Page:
We all know that female founders don’t get their fair share of venture capital. According to the Q3 2020 PitchBook-NVCA Venture Monitor, startups with all female founders receive a low and declining amount:
- VC capital: 2.6% in 2019 and 1.8% in Q1,2&3 2020
It makes it all the more critical that women know about other funding sources. For women with STEM (science, technology, engineering, and math) startups, grant dollars from the federal government could be an additional capital source. While the dollars available are lower ($3.6 billion in 2018) than venture capital ($135.8 billion in 2019), your chances of getting funding are nearly five times higher. Best of all, the grants are non-dilutive. That means you do not have to give up any equity in your company. Since it’s a grant, you also don’t have to pay the money back.
Currently, 11 Federal agencies participate in the Small Business Innovation Research (SBIR) program and five of those agencies also participate in the Small Business Technology Transfer (STTR) program. Each agency administers its program. The agencies include the Department of Agriculture, Department of Commerce, Department of Defense, Department of Education, Department of Energy, Department of Health and Human Services, Department of Homeland Security, Department of Transportation, Environmental Protection Agency, National Aeronautics and Space Administration, and National Science Foundation.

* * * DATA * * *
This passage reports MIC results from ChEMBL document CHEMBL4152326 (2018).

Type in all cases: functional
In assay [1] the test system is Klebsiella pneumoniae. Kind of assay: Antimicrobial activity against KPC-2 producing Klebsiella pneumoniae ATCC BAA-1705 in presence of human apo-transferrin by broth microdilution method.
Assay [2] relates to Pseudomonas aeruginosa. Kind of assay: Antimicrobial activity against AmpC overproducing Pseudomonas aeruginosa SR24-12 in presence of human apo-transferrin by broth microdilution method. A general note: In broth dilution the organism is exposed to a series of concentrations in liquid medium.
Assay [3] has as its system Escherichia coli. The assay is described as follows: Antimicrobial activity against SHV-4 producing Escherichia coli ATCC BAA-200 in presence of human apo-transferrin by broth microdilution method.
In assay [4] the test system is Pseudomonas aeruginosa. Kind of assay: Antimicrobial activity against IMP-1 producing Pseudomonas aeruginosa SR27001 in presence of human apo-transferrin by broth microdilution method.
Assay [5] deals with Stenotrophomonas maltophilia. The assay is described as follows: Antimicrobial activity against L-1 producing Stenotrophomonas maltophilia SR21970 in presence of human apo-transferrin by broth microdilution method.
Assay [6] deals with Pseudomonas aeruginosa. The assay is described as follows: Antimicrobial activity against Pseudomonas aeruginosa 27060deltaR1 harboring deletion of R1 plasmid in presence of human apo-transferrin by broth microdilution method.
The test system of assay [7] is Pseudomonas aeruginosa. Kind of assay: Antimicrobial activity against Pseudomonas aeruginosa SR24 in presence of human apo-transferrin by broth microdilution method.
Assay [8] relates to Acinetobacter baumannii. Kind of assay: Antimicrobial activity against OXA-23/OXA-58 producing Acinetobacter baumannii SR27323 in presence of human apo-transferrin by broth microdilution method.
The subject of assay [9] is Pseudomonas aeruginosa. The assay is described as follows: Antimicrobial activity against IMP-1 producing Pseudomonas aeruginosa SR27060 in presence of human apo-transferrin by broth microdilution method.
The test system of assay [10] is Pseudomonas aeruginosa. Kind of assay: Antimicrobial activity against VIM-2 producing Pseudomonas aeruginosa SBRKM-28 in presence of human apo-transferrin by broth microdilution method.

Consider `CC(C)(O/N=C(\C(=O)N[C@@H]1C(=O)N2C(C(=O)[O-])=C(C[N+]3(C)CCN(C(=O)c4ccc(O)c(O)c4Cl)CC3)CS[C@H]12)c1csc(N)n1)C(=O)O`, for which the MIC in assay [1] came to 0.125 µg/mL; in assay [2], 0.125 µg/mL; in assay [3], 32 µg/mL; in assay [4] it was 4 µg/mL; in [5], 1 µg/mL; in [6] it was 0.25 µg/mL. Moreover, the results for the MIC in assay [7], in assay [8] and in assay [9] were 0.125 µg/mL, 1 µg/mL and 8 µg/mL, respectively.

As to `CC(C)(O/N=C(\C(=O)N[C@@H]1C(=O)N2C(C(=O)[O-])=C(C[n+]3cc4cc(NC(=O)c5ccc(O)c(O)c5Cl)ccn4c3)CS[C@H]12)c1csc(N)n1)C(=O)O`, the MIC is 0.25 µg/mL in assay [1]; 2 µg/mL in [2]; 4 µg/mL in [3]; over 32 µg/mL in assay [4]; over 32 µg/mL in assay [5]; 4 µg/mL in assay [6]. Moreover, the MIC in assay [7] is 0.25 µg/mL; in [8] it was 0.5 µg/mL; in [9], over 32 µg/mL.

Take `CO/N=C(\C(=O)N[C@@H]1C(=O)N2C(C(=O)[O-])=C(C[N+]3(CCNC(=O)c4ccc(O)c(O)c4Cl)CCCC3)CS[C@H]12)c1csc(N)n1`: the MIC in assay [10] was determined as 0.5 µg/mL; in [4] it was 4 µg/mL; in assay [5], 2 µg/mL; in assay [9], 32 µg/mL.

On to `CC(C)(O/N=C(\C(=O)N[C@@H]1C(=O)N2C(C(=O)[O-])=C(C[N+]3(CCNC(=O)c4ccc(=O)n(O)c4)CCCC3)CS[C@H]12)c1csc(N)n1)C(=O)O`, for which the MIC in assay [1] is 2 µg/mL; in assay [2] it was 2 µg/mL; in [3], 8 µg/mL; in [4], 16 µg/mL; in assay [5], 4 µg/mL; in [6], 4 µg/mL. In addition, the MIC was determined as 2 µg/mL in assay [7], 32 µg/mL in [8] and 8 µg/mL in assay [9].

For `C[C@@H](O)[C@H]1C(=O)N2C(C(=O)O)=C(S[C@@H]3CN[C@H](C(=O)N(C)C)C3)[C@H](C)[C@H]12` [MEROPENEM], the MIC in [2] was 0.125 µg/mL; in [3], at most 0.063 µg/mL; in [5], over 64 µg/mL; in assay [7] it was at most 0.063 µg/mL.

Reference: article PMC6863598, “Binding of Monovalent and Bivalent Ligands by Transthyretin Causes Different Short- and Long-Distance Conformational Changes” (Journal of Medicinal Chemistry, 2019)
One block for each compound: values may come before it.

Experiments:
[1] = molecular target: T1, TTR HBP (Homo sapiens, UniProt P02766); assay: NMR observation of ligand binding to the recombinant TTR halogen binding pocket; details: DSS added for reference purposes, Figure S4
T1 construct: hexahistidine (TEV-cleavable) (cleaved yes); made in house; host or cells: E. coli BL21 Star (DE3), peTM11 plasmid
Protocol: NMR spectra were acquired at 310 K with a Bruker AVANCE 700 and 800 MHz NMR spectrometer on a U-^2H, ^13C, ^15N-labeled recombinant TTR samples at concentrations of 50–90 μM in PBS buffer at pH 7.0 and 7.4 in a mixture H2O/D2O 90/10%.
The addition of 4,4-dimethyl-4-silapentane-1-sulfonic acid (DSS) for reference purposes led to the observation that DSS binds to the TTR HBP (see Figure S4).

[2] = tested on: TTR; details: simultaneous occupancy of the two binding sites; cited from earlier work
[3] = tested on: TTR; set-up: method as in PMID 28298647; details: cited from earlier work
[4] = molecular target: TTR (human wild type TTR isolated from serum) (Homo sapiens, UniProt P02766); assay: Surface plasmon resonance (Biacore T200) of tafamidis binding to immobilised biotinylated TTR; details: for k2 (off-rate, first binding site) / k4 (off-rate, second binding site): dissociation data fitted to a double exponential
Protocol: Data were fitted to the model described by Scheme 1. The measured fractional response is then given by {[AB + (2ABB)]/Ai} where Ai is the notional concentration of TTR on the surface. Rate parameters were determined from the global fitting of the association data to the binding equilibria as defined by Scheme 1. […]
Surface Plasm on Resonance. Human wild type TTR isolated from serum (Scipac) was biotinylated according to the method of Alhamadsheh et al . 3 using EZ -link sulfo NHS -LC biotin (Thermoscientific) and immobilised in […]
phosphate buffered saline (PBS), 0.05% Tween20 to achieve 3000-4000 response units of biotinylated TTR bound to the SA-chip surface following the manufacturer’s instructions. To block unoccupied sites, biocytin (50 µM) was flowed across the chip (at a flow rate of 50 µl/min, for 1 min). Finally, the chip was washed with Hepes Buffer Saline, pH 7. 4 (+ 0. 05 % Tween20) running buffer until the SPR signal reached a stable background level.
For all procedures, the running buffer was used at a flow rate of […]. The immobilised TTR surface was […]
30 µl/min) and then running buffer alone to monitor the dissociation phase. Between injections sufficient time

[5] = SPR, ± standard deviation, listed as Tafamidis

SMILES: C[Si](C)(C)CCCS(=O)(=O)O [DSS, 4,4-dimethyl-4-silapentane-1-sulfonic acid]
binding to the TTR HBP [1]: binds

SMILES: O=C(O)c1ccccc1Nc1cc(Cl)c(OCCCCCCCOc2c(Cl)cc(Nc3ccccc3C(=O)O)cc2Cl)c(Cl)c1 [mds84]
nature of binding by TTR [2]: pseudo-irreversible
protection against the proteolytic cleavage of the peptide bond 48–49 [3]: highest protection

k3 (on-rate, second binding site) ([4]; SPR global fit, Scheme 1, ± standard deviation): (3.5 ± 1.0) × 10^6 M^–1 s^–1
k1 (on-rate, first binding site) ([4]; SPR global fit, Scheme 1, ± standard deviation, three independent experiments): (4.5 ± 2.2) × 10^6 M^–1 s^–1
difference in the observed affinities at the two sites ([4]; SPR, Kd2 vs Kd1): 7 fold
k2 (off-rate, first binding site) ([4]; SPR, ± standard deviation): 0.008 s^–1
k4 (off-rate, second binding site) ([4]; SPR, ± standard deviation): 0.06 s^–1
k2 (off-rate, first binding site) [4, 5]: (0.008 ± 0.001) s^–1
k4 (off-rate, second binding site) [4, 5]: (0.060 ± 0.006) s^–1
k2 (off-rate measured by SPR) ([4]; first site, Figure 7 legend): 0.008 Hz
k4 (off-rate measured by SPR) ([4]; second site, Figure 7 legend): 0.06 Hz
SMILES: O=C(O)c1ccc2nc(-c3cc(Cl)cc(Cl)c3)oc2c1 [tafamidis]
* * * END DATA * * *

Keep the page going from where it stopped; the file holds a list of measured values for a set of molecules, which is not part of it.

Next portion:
The SBIR and STTR programs mandate those federal agencies with procurement budgets of $100 million or more set aside 3.2% to fund their SBIR programs. Agencies with an R&D budget above $1 billion must also set aside 0.45% of those funds for the STTR program. The pool of money available in 2018 was $3.6 billion.
Just as getting venture capital is a complicated process, so too, is receiving SBIR/STTR grants. The application process is highly competitive. However, if the National Women’s Business Council (NWBC) has anything to do with it, it will be easier for you to learn about opportunities like these and evaluate if they are a good fit for you.
NWBC is a federal advisory committee established to serve as an independent source of advice and policy recommendations for the President, the US Congress, and the U.S. Small Business Administration (SBA) on issues of importance to women business owners and entrepreneurs.
The Council recently released America’s Seed Fund: Women’s Inclusion in Small Business Innovation and Small Business Technology Transfer Programs. The report is the first comprehensive analysis of women’s participation in the SBIR/STTR programs as business owners or principal investigators.
“The idea to do this research came out of our annual meeting in 2019,” said Monica Stynchula, chair, NWBC’s Women in STEM subcommittee, and REUNIONCare CEO and founder. An official from the Patent and Trademark Office had a deck of cards with female trailblazers and their different inventions. “We had never seen anything like this. The committee recommended that the Council do a study to find out exactly how many women are accessing the SBIR/STTR opportunities.”